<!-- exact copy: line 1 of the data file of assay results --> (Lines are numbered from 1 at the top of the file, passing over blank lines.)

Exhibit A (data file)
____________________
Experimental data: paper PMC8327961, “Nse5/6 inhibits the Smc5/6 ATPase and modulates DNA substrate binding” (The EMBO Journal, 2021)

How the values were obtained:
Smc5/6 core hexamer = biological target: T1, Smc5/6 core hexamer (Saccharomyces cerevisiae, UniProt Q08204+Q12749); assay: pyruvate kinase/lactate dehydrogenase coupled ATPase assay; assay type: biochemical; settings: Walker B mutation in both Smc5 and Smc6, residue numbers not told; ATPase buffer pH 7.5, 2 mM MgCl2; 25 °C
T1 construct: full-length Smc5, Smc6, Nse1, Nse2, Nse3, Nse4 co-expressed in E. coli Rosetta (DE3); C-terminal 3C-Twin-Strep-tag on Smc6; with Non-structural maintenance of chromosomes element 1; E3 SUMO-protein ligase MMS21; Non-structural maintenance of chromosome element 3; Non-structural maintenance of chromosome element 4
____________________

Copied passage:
Experimental data: paper PMC8327961, “Nse5/6 inhibits the Smc5/6 ATPase and modulates DNA substrate binding” (The EMBO Journal, 2021)